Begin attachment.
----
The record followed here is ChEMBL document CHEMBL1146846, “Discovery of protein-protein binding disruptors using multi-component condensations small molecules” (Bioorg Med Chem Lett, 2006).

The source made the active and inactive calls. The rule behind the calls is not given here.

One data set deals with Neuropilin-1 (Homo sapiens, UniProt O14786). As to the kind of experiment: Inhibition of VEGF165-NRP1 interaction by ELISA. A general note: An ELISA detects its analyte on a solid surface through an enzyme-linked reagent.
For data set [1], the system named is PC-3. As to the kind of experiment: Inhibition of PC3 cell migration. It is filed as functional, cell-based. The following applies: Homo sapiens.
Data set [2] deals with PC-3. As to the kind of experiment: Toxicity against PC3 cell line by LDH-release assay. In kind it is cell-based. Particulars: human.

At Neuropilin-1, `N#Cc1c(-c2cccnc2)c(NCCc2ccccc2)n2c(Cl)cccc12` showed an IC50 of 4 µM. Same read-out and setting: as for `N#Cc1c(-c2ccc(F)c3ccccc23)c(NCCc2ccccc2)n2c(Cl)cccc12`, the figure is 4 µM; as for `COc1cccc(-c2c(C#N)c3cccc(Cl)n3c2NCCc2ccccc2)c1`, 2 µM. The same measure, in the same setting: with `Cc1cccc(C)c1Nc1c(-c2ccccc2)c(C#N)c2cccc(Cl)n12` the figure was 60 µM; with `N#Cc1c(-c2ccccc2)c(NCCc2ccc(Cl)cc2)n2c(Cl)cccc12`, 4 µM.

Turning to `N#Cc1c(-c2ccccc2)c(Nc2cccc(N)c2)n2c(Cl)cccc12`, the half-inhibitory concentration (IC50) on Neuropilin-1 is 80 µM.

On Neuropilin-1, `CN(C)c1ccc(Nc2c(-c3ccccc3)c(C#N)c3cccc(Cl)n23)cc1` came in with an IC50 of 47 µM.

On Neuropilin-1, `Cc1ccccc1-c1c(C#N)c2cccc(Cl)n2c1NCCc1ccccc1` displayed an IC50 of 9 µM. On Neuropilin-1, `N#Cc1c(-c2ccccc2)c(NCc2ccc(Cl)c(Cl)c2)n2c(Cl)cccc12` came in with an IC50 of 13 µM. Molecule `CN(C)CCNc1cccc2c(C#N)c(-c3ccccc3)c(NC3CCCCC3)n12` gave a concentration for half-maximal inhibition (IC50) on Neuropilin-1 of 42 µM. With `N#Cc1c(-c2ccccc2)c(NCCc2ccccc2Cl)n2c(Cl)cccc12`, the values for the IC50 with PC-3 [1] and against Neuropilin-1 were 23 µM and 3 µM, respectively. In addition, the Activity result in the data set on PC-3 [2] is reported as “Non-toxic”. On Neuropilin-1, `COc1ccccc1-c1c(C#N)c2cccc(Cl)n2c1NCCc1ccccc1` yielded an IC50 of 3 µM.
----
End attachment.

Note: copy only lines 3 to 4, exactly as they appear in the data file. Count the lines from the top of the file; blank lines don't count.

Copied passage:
One data set deals with Neuropilin-1 (Homo sapiens, UniProt O14786). As to the kind of experiment: Inhibition of VEGF165-NRP1 interaction by ELISA. A general note: An ELISA detects its analyte on a solid surface through an enzyme-linked reagent.
For data set [1], the system named is PC-3. As to the kind of experiment: Inhibition of PC3 cell migration. It is filed as functional, cell-based. The following applies: Homo sapiens.